Early Voting Coordinator, Wake County, North Carolina— re you looking to be more involved in your community? Are you ready to be a part of democracy in the making? If so, get ready to roll up your sleeves and become a part of history! Wake County Board of Elections is currently seeking an Early Voting Coordinator to join our dynamic and talented Early Voting Team. The Early Voting Coordinator plays a critical role in the management and logistical planning of Early Voting. This includes communicating, scheduling election service vendors and managing voting site support operations to include the physically demanding work of setting up Early Voting sites. What will you do as an Early Voting Coordinator? Plan and organize all Early Voting operations; Assist with development of Early Voting expansion budget items and analyze budget impacts of new election laws and state directives and incorporate the changes into Early Voting site procedures; Work with Town Clerks, Municipal Administrators, Facility Directors, Special Event Coordinators and Superintendents to secure use of facilities for Early Voting; Manage Early Voting facilities, including scheduling, communication, support, logistics, database management and site setups; Develop Early Voting ballot order and determine the distribution of ballots each Early Voting facility will receive; Update and maintain the Early Voting blog and Early Voting page of the Wake County Board of Elections website; Manage the Early Voting support Help Line; Post-election reconciliation duties to include provisional management, presentations to the Board and assisting with record retention. Salary: Hiring Range: $20.81 – $28.10. Application: For the complete job listing and to apply, click here.

Election Certification & Training Program Manager, Washington Secretary of State’s Office—   The Elections Certification & Training Program Manager reports to the Deputy Director of Elections and is responsible for managing the Certification and Training team. Certification and Training is a mission critical program established and required by RCW 29A.04.530, 29A.04.560, 29A.04.590. The Certification and Training Manager develops and manages program objectives and priorities, in collaboration with external stakeholders including independently elected auditors and election officials. Additionally, the Program Manager makes collaborative strategic judgments and decisions balancing competing program demands or priorities for resources; develops, modifies, and implements division policy; formulates long-range strategic plans and projects . The Certification and Training Manager also integrates division and office policies and reviews the program for compliance with policies and strategic objectives. The position is responsible for four mission critical functions: Professional certification and training of local and state election administrators and county canvassing board members. Review of county election operations and procedures. Testing of all vote tabulation equipment used in each county during state primary and general elections. The election clearinghouse and publication program. The Program Manager also manages the process for adopting state rules and is the Election Division’s liaison with the USPS. Salary: $83,000 – $93,000. Application: For the complete job application and to apply, click here.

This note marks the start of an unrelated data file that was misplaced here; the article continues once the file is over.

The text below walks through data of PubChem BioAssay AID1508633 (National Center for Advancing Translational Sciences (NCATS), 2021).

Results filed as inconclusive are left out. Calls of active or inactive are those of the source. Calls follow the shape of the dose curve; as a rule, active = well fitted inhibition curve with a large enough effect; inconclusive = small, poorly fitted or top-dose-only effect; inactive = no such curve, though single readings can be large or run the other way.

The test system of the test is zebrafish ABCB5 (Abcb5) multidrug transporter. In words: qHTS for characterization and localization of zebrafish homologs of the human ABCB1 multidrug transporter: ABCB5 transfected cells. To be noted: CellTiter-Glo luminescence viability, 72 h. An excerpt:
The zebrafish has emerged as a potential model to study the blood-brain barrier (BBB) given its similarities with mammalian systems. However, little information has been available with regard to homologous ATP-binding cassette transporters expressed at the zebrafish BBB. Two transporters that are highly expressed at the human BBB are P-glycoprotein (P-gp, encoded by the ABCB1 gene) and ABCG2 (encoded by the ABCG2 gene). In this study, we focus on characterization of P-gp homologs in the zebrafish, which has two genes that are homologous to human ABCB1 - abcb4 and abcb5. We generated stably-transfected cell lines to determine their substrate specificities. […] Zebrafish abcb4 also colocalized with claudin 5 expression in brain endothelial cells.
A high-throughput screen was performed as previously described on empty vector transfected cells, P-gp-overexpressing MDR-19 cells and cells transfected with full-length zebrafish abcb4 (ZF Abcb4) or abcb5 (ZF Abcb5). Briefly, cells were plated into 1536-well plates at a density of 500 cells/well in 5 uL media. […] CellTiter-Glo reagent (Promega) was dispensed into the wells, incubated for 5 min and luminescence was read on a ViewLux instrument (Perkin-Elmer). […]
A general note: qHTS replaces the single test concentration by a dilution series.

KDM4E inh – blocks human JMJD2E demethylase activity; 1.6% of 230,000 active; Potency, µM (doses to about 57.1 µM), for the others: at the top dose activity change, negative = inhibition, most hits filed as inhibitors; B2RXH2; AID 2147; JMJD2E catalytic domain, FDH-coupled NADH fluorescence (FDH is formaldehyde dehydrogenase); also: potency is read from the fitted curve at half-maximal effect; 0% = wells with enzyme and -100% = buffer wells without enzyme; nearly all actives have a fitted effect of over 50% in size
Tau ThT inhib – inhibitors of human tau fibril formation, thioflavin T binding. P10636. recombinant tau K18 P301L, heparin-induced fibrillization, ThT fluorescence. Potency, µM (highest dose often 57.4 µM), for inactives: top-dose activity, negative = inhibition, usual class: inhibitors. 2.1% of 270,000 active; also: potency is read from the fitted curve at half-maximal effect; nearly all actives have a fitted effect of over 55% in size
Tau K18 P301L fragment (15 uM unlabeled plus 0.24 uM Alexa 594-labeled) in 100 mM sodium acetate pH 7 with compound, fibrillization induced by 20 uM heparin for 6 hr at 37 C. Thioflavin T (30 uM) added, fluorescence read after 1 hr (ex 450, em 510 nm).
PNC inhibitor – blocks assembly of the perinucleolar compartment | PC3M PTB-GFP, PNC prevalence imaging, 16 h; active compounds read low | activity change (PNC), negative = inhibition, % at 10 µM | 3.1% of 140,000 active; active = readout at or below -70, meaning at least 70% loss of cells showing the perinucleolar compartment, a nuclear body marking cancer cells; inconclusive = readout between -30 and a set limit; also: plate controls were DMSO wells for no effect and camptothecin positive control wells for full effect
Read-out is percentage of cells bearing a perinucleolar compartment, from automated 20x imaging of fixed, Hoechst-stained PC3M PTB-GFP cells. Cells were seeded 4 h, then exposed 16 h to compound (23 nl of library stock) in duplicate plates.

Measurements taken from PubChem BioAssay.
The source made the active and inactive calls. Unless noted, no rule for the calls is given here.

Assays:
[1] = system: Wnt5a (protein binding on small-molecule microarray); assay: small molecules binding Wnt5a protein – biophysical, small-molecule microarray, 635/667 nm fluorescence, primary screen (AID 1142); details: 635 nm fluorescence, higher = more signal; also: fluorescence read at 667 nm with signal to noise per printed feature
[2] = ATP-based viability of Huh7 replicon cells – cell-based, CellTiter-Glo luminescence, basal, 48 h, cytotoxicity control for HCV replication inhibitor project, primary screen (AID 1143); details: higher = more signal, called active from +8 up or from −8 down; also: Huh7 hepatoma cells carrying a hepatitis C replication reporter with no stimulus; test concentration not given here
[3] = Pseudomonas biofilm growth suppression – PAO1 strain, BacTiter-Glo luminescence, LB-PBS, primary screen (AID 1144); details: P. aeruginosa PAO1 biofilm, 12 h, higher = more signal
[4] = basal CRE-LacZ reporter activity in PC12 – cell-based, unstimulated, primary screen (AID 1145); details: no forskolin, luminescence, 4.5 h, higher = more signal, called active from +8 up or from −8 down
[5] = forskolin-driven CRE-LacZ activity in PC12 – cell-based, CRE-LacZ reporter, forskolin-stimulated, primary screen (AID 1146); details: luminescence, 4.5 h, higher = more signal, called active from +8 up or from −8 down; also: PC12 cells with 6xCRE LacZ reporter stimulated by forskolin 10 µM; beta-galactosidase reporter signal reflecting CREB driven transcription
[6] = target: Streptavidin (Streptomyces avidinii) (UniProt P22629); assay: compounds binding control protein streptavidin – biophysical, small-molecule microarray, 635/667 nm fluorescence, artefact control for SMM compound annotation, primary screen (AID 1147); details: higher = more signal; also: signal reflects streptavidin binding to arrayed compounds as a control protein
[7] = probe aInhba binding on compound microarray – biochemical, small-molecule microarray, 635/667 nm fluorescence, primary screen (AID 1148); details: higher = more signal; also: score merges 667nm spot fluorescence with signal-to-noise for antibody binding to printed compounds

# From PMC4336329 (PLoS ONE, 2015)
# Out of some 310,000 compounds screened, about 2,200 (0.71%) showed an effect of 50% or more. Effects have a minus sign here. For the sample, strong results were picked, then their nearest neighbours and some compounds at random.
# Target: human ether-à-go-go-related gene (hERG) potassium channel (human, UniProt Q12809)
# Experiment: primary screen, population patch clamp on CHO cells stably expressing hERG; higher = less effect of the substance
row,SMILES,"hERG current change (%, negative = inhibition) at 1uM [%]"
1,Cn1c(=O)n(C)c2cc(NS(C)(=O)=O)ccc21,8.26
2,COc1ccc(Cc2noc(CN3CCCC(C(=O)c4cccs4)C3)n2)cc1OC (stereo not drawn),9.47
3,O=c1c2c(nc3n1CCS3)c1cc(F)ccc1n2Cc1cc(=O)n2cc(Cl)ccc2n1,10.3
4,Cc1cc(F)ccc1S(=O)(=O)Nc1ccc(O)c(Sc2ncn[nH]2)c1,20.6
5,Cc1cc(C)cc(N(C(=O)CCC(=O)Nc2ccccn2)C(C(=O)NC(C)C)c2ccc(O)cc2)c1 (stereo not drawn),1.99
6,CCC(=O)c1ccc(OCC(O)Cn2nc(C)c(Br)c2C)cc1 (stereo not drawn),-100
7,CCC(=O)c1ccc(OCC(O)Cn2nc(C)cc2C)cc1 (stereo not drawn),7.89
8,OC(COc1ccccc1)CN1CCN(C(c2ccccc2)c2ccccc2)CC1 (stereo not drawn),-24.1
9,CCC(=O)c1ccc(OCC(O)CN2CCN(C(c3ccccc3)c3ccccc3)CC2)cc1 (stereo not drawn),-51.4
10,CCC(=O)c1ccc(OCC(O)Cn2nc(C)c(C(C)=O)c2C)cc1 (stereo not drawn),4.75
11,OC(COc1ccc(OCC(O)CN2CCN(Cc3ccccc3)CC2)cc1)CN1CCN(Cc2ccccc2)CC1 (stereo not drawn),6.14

Election Review Specialist, Washington Secretary of State’s Office— This Program Specialist 4 reports to the Certification and Training Program Manager and is responsible for overseeing the County Review Program which reviews the policies and procedures of Washington County Election Departments roughly every 5 years for compliance with state and federal election law.  This collaborative process is intended to support local election officials, share best practices and is one of the reasons Washington State Election Administration is ranked highest in the nation. Salary: $57,324 – $77,028. Application: For the complete job listing and to apply, click here.

Elections Specialist-Ballot Processing, Pierce County, Washington— This is a great opportunity to play a critical role in this nation’s elections and democracy. Whether it is Election Day or another day of the year, we are working to continuously improve the voter experience and the conduct of elections. As a dedicated civil servant with experience in elections and supervising large teams, we are looking for an Elections Specialist for ballot processing. You will have the opportunity to be in the center of the action in Washington’s second-largest county. You will work with other specialists and management to develop a ballot processing schedule, and then schedule staff. You will also help with voter registration tasks when needed. We are looking for someone is comfortable and excels at leading and directing a large team of Seasonal elections workers ensuring accuracy in ballot processing and time-sensitive tasks. Someone who is customer service focused yet is deadline driven. Someone who values teamwork, is adaptable, learns new systems quickly, and who can communicate across all levels of the organization, with our customers and party observers. Multi-taskers with excellent written communication will be successful in this role. As an Elections Specialist, you will have the ability to immediately contribute to the team’s success. You will be guided through the process with coaching-focused managerial support, a team that wants you to be successful in your role, and an organizational culture that encourages continuous learning and professional development. Salary: $33.62 – $42.52 Hourly. Application: For the complete job listing and to apply, click here.